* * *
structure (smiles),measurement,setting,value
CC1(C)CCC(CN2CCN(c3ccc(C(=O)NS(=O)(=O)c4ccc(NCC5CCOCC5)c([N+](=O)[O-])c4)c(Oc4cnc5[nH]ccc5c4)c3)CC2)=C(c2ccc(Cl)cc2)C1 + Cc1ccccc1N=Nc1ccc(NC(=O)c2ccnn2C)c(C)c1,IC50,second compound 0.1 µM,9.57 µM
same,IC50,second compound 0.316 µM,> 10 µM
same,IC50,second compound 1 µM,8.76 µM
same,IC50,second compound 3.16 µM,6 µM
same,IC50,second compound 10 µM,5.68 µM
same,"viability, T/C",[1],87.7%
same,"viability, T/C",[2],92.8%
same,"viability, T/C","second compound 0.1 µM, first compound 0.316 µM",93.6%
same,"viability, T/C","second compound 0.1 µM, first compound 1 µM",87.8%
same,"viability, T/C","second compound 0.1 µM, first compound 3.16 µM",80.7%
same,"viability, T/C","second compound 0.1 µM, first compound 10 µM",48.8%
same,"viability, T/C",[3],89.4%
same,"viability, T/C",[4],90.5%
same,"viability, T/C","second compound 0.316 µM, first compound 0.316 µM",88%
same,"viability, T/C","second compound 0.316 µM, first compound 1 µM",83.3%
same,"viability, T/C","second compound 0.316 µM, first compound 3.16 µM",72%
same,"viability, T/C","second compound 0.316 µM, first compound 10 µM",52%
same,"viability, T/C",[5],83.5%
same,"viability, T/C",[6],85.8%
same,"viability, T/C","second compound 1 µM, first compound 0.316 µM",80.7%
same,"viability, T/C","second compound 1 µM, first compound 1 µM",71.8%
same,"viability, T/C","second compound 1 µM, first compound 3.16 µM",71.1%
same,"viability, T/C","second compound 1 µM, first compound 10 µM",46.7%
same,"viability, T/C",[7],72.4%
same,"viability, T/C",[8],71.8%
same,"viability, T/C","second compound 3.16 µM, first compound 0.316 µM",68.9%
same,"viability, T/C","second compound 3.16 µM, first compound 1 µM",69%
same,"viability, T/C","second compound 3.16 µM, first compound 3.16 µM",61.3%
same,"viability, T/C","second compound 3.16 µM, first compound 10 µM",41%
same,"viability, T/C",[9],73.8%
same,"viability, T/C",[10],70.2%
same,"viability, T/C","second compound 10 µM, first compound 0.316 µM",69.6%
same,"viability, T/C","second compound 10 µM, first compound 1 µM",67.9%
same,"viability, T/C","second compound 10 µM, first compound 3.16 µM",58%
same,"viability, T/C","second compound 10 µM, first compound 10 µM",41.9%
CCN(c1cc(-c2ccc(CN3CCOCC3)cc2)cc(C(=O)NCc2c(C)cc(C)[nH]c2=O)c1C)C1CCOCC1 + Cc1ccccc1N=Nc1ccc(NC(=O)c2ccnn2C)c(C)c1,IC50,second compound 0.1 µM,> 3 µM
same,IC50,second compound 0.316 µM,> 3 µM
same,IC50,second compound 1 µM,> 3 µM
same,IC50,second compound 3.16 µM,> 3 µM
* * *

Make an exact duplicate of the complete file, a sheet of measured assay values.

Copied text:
structure (smiles),measurement,setting,value
CC1(C)CCC(CN2CCN(c3ccc(C(=O)NS(=O)(=O)c4ccc(NCC5CCOCC5)c([N+](=O)[O-])c4)c(Oc4cnc5[nH]ccc5c4)c3)CC2)=C(c2ccc(Cl)cc2)C1 + Cc1ccccc1N=Nc1ccc(NC(=O)c2ccnn2C)c(C)c1,IC50,second compound 0.1 µM,9.57 µM
same,IC50,second compound 0.316 µM,> 10 µM
same,IC50,second compound 1 µM,8.76 µM
same,IC50,second compound 3.16 µM,6 µM
same,IC50,second compound 10 µM,5.68 µM
same,"viability, T/C",[1],87.7%
same,"viability, T/C",[2],92.8%
same,"viability, T/C","second compound 0.1 µM, first compound 0.316 µM",93.6%
same,"viability, T/C","second compound 0.1 µM, first compound 1 µM",87.8%
same,"viability, T/C","second compound 0.1 µM, first compound 3.16 µM",80.7%
same,"viability, T/C","second compound 0.1 µM, first compound 10 µM",48.8%
same,"viability, T/C",[3],89.4%
same,"viability, T/C",[4],90.5%
same,"viability, T/C","second compound 0.316 µM, first compound 0.316 µM",88%
same,"viability, T/C","second compound 0.316 µM, first compound 1 µM",83.3%
same,"viability, T/C","second compound 0.316 µM, first compound 3.16 µM",72%
same,"viability, T/C","second compound 0.316 µM, first compound 10 µM",52%
same,"viability, T/C",[5],83.5%
same,"viability, T/C",[6],85.8%
same,"viability, T/C","second compound 1 µM, first compound 0.316 µM",80.7%
same,"viability, T/C","second compound 1 µM, first compound 1 µM",71.8%
same,"viability, T/C","second compound 1 µM, first compound 3.16 µM",71.1%
same,"viability, T/C","second compound 1 µM, first compound 10 µM",46.7%
same,"viability, T/C",[7],72.4%
same,"viability, T/C",[8],71.8%
same,"viability, T/C","second compound 3.16 µM, first compound 0.316 µM",68.9%
same,"viability, T/C","second compound 3.16 µM, first compound 1 µM",69%
same,"viability, T/C","second compound 3.16 µM, first compound 3.16 µM",61.3%
same,"viability, T/C","second compound 3.16 µM, first compound 10 µM",41%
same,"viability, T/C",[9],73.8%
same,"viability, T/C",[10],70.2%
same,"viability, T/C","second compound 10 µM, first compound 0.316 µM",69.6%
same,"viability, T/C","second compound 10 µM, first compound 1 µM",67.9%
same,"viability, T/C","second compound 10 µM, first compound 3.16 µM",58%
same,"viability, T/C","second compound 10 µM, first compound 10 µM",41.9%
CCN(c1cc(-c2ccc(CN3CCOCC3)cc2)cc(C(=O)NCc2c(C)cc(C)[nH]c2=O)c1C)C1CCOCC1 + Cc1ccccc1N=Nc1ccc(NC(=O)c2ccnn2C)c(C)c1,IC50,second compound 0.1 µM,> 3 µM
same,IC50,second compound 0.316 µM,> 3 µM
same,IC50,second compound 1 µM,> 3 µM
same,IC50,second compound 3.16 µM,> 3 µM